Medication side-effects databank gains popularity

29th January 2007, Comments 0 comments

29 January 2007, BRUSSELS — For the past several months, patients have been able to report on the side effects of various medications to the new service called Test-Aankoop ('Test Buy'). The service is now preparing to release a summary of those reports.

29 January 2007

BRUSSELS — For the past several months, patients have been able to report on the side effects of various medications to the new service called Test-Aankoop ('Test Buy'). The service is now preparing to release a summary of those reports.

Imagine that you take medication to lower your blood pressure, but feel unbearably nauseous an hour later. Or that the muscle pain in your leg doesn't go away; instead you break out in a rash.

You can report these effects to your family doctor or pharmacist, who in turn reports them to the Center for Medical Awareness.

Studies show that most patients don't dare to inform their doctors of the side effects, not only because it is time-consuming, but the side effects usually are not serious enough to be concerned about – which is why the direct line for reports on the side-effects. Similar services already exist in The Netherlands, Denmark, Sweden and the UK.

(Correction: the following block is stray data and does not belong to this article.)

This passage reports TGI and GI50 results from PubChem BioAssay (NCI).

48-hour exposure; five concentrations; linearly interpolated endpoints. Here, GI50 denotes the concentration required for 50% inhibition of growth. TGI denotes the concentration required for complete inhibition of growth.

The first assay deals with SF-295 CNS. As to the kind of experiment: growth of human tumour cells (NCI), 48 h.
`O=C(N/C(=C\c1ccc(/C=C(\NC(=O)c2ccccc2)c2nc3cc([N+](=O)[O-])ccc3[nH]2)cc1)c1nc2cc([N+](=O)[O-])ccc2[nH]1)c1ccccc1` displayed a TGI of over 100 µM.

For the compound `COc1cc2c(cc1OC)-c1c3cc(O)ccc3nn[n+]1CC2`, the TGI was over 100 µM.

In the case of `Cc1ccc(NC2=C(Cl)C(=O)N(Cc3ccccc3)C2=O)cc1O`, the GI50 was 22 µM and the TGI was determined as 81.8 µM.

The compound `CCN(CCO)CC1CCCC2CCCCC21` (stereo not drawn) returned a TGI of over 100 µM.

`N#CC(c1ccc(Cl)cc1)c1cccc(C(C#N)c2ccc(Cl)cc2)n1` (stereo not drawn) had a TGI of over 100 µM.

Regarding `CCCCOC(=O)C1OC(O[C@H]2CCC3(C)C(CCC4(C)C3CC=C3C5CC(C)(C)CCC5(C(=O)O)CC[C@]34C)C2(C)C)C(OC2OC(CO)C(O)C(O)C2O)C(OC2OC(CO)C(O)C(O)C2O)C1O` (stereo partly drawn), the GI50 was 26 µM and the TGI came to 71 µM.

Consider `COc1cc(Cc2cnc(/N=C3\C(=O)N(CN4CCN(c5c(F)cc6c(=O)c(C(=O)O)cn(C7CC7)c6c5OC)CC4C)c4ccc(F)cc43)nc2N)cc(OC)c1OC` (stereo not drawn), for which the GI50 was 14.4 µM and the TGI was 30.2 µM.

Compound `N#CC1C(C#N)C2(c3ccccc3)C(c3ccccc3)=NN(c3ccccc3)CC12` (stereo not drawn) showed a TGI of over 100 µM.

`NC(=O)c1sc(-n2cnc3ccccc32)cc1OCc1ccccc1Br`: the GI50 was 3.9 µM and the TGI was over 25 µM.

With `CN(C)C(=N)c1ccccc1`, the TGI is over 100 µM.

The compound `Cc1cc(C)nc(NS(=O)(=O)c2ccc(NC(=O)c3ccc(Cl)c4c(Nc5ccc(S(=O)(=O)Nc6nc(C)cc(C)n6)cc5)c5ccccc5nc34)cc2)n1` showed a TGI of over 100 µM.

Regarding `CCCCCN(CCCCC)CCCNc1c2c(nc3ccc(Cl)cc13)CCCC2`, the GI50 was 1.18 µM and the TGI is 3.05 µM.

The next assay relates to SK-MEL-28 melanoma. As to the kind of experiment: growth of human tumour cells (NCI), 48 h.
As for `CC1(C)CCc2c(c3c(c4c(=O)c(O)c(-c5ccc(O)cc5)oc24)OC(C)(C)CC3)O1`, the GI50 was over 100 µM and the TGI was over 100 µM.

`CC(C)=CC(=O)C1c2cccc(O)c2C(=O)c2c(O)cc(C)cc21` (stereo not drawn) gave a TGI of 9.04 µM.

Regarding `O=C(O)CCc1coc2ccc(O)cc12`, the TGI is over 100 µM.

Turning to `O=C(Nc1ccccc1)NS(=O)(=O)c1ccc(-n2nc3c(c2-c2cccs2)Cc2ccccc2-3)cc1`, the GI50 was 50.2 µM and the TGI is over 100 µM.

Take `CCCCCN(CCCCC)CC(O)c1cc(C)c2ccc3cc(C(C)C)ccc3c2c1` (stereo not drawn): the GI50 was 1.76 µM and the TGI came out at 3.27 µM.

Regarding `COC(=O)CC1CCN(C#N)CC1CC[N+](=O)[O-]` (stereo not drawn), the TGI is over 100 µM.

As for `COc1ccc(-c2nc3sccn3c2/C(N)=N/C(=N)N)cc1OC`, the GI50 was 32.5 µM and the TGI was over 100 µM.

Since November 2006, patients have been able to fill out the reports online on the Test-Aankoop website.

All complains are analysed and patients are duly informed of the outcome.

If a medicine proves to be dangerous due to its side-effects it can be withdrawn from the market, such as the recently banned cholesterol-lowering drug by Pfeizer.

A call centre for direct reports on the side effects is expected to open in the near future.

[Copyright Expatica News 2007]

Subject: Belgian news

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